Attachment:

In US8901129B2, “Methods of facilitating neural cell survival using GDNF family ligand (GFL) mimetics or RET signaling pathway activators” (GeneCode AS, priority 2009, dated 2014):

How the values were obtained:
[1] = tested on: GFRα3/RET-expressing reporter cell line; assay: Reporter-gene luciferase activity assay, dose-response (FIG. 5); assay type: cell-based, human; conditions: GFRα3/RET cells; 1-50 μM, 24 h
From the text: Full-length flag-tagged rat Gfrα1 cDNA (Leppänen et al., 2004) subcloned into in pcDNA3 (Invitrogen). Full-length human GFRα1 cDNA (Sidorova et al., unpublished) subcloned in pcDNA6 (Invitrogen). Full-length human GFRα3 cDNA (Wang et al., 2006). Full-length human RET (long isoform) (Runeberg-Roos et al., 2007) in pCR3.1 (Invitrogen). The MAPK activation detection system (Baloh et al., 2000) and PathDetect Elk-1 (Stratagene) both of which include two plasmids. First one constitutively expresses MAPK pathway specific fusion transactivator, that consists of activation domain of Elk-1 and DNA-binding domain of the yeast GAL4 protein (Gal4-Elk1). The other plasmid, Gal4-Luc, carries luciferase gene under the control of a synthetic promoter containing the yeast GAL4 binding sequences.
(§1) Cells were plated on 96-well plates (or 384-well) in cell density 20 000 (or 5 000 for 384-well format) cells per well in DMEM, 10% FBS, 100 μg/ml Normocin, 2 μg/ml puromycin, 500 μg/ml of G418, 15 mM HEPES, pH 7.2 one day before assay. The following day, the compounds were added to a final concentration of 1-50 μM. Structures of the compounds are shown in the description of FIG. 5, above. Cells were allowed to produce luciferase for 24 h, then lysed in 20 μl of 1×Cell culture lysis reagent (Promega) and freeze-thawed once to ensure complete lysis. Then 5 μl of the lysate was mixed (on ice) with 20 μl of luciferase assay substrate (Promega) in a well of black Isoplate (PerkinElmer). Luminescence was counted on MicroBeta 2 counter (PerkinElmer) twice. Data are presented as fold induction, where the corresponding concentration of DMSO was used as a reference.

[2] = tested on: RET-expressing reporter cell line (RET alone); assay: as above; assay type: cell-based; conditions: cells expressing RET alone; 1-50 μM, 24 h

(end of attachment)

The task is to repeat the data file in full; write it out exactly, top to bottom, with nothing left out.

In US8901129B2, “Methods of facilitating neural cell survival using GDNF family ligand (GFL) mimetics or RET signaling pathway activators” (GeneCode AS, priority 2009, dated 2014):

How the values were obtained:
[1] = tested on: GFRα3/RET-expressing reporter cell line; assay: Reporter-gene luciferase activity assay, dose-response (FIG. 5); assay type: cell-based, human; conditions: GFRα3/RET cells; 1-50 μM, 24 h
From the text: Full-length flag-tagged rat Gfrα1 cDNA (Leppänen et al., 2004) subcloned into in pcDNA3 (Invitrogen). Full-length human GFRα1 cDNA (Sidorova et al., unpublished) subcloned in pcDNA6 (Invitrogen). Full-length human GFRα3 cDNA (Wang et al., 2006). Full-length human RET (long isoform) (Runeberg-Roos et al., 2007) in pCR3.1 (Invitrogen). The MAPK activation detection system (Baloh et al., 2000) and PathDetect Elk-1 (Stratagene) both of which include two plasmids. First one constitutively expresses MAPK pathway specific fusion transactivator, that consists of activation domain of Elk-1 and DNA-binding domain of the yeast GAL4 protein (Gal4-Elk1). The other plasmid, Gal4-Luc, carries luciferase gene under the control of a synthetic promoter containing the yeast GAL4 binding sequences.
(§1) Cells were plated on 96-well plates (or 384-well) in cell density 20 000 (or 5 000 for 384-well format) cells per well in DMEM, 10% FBS, 100 μg/ml Normocin, 2 μg/ml puromycin, 500 μg/ml of G418, 15 mM HEPES, pH 7.2 one day before assay. The following day, the compounds were added to a final concentration of 1-50 μM. Structures of the compounds are shown in the description of FIG. 5, above. Cells were allowed to produce luciferase for 24 h, then lysed in 20 μl of 1×Cell culture lysis reagent (Promega) and freeze-thawed once to ensure complete lysis. Then 5 μl of the lysate was mixed (on ice) with 20 μl of luciferase assay substrate (Promega) in a well of black Isoplate (PerkinElmer). Luminescence was counted on MicroBeta 2 counter (PerkinElmer) twice. Data are presented as fold induction, where the corresponding concentration of DMSO was used as a reference.

[2] = tested on: RET-expressing reporter cell line (RET alone); assay: as above; assay type: cell-based; conditions: cells expressing RET alone; 1-50 μM, 24 h